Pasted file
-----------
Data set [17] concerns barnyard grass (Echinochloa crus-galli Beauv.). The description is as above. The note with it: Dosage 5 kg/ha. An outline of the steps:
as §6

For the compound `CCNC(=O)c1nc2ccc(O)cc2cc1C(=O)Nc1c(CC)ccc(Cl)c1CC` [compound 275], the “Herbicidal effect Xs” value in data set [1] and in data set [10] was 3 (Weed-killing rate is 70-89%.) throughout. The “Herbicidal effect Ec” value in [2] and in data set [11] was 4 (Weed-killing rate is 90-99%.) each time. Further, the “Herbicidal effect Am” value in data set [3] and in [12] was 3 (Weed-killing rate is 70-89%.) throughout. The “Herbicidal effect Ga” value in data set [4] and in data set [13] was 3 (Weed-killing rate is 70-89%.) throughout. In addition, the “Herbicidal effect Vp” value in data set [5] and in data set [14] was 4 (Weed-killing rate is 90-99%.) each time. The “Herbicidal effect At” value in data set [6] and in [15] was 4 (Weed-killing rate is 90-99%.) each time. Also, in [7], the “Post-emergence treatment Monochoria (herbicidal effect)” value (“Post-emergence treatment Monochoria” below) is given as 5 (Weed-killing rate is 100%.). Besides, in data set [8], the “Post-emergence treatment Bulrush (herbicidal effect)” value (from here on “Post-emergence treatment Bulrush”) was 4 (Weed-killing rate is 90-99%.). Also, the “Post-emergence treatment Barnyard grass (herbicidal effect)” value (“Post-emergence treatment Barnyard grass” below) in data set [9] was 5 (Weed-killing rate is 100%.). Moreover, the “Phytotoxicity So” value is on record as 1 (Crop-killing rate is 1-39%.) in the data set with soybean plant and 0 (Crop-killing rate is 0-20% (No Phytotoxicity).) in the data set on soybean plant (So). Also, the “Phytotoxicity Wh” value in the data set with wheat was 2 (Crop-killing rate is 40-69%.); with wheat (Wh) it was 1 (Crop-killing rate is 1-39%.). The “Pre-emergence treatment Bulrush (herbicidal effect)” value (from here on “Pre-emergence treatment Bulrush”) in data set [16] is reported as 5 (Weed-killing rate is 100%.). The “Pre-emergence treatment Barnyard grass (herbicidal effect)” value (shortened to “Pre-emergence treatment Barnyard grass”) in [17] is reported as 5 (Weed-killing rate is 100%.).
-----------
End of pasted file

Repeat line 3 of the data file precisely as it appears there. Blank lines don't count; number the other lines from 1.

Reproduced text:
For the compound `CCNC(=O)c1nc2ccc(O)cc2cc1C(=O)Nc1c(CC)ccc(Cl)c1CC` [compound 275], the “Herbicidal effect Xs” value in data set [1] and in data set [10] was 3 (Weed-killing rate is 70-89%.) throughout. The “Herbicidal effect Ec” value in [2] and in data set [11] was 4 (Weed-killing rate is 90-99%.) each time. Further, the “Herbicidal effect Am” value in data set [3] and in [12] was 3 (Weed-killing rate is 70-89%.) throughout. The “Herbicidal effect Ga” value in data set [4] and in data set [13] was 3 (Weed-killing rate is 70-89%.) throughout. In addition, the “Herbicidal effect Vp” value in data set [5] and in data set [14] was 4 (Weed-killing rate is 90-99%.) each time. The “Herbicidal effect At” value in data set [6] and in [15] was 4 (Weed-killing rate is 90-99%.) each time. Also, in [7], the “Post-emergence treatment Monochoria (herbicidal effect)” value (“Post-emergence treatment Monochoria” below) is given as 5 (Weed-killing rate is 100%.). Besides, in data set [8], the “Post-emergence treatment Bulrush (herbicidal effect)” value (from here on “Post-emergence treatment Bulrush”) was 4 (Weed-killing rate is 90-99%.). Also, the “Post-emergence treatment Barnyard grass (herbicidal effect)” value (“Post-emergence treatment Barnyard grass” below) in data set [9] was 5 (Weed-killing rate is 100%.). Moreover, the “Phytotoxicity So” value is on record as 1 (Crop-killing rate is 1-39%.) in the data set with soybean plant and 0 (Crop-killing rate is 0-20% (No Phytotoxicity).) in the data set on soybean plant (So). Also, the “Phytotoxicity Wh” value in the data set with wheat was 2 (Crop-killing rate is 40-69%.); with wheat (Wh) it was 1 (Crop-killing rate is 1-39%.). The “Pre-emergence treatment Bulrush (herbicidal effect)” value (from here on “Pre-emergence treatment Bulrush”) in data set [16] is reported as 5 (Weed-killing rate is 100%.). The “Pre-emergence treatment Barnyard grass (herbicidal effect)” value (shortened to “Pre-emergence treatment Barnyard grass”) in [17] is reported as 5 (Weed-killing rate is 100%.).